An Analysis of Exchange Traded Funds and Managed Futures

By Neil Behrmann

October 06:- Gold and commodity indices have outperformed managed futures funds over the past five years. 

Over a ten year period, however, managed futures, also known as Commodity Trading Advisors (CTAs), beat gold and most other commodities. CTAs on average achieved much improved results over the longer time span because the ten year period includes the late nineties when they did well. Gold and commodities, in contrast, under performed in the second half of the nineties.

The past decade has experienced a major turnabout in the commodity cycle. A remarkable boom followed the bleak years of 1996 to 2002. It is now timely to compare gold and other commodity exchange traded funds with managed futures. 

Exchange Traded Gold & Commodity Funds

The ETF universe has now reached around $500 billion according to State Street Global Advisors.  The amount of capital invested in commodity ETFs are currently estimated to be around $15 billion. About 70% of the funds' market capitalisation are gold ETFs.  StreetTRACKS Gold Shares (GLD) is by far the biggest product, with a market capitalisation of around $7.5 billion. Next in line are Gold Bullion Securities, $1.8 billion and iShares Silver trust, $1.3 billion. Trading in commodity ETFs are likely to expand rapidly in coming years.  ETF Securities launched 29 products on the London Stock Exchange recently, ranging from energy and base metals to soft commodities and grains.  

Commodity ETFs have already proved that they are a cost effective way to trade gold. Annual management charges are only 0.4% and since they are securities, investors, traders and hedge funds can go long and short.  Unlike futures and options, a purchase of a Gold ETF can avoid leverage and margin calls. Since the security can be loaned, an investor can also obtain income. Gold ETFs, backed by specifically allocated gold in the vaults of a bullion bank, are liquid.

An investor or trader must make their own decisions on timing or take advice, similarly to dealings in other securities.  An ETF thus suits an independent investor.

Managed Futures Funds (CTAs)

Global managed Futures funds have been in existence for about three decades and now manage around $150 billion, having grown from around $25 billion a decade ago.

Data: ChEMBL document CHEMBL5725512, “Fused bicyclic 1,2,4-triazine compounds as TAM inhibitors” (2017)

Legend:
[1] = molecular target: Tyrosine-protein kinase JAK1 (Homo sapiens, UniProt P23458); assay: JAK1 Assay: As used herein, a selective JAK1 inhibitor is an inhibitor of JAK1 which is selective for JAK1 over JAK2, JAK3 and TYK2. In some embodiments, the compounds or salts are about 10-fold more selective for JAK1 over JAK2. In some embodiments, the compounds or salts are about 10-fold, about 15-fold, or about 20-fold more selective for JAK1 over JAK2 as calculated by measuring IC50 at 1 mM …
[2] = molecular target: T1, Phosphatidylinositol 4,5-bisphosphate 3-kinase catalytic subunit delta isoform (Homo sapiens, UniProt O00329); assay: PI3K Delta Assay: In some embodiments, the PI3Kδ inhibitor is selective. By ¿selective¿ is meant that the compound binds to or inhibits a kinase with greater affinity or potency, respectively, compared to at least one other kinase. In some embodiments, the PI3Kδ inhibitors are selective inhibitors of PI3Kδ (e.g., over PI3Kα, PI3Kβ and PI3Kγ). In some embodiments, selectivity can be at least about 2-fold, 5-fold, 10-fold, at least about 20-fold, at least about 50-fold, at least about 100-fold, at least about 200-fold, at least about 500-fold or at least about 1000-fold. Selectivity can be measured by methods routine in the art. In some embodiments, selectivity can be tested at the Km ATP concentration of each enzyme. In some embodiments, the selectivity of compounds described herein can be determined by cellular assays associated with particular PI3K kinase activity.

The key difference between ETFs and managed futures is that investors must select Commodity Trading Advisors to manage their funds. Fees are expensive. Annual management charges are invariably 1.5% and performance fees, 20%. The liquidity of a particular fund depends on the prospectus.  Investors in many cases must give the CTA one month's notice before money can be withdrawn.

Trading strategies cover the full derivatives variety from gold, silver, platinum energy, metals, grains, soft commodities to financial, currency and stock index futures and options.  They vary considerably. Some of the funds use systematic programs to follow price and volume momentum.  Gains can be huge, but even the most sophisticated systems can lose money when markets suddenly change direction.  Others rely on their own judgement and market feel using technical or fundamental analysis or a combination of both.  Large funds employ quantitative specialists who change and adapt trading systems.  Funds switch from market to market following trends. Many managed futures funds out performed gold and commodities in the nineties, for example because they traded equity derivatives in a booming market.

The key is to choose the right manager

An investor thus has to make a choice about the fund and the manager to justify the fees and risks.  It is not a decision of being bullish or bearish about commodities.  It is about trust and confidence in a manager and his business. Intensive due diligence is essential.  Investors must study the prospectus carefully and try and find out as much as possible about the managers' trading strategies, leverage, discipline and risk controls. Administration and the back office must be sound.

Amaranth Advisor's debacle, in which a trader lost $6,400 million jolted hedge fund investors who forgot that past performance was most certainly no guarantee for the future.  Amaranth did exceedingly well prior to 2006.  The extent of its gains in its good times, however, indicated that the fund was taking large bets and leverage was extensive.  Wise investors withdrew from the fund before the crash.

Similarly to any occupation, the investor has to detect the talented individual from the crowd that contains mediocre managers and charlatans. In Barclays Group's data base only 373 of the 838 CTAs reported positive results in September and 438 were in the red.  The CTA index fell by 0.2% in September, but the fund with the highest rate of return rose by 35% and the worst dropped by 36%.  It is hardly surprising that the highly talented CTAs who are consistent over a lengthy period, attract most of the money. 

Conclusion

ETF commodities and managed futures are very different investment products. Investors buying gold ETFs, for example, are taking a view that gold will rise.  It is a pure directional investment. An investor who is bullish on gold and other commodities does not need to invest in a managed futures fund. If the investor is confident and has a good advisor, ETFs are low cost liquid products that can achieve this aim. 

An investment in a managed futures fund should be based on the trading skill of the Commodity Trading Advisor and the management of the company.  The fund should be chosen on the basis that the manager has the ability to consistently make money in rising and falling markets. High fees are paid for the skill, but it is best to thoroughly research the fund, the manager's background and business.

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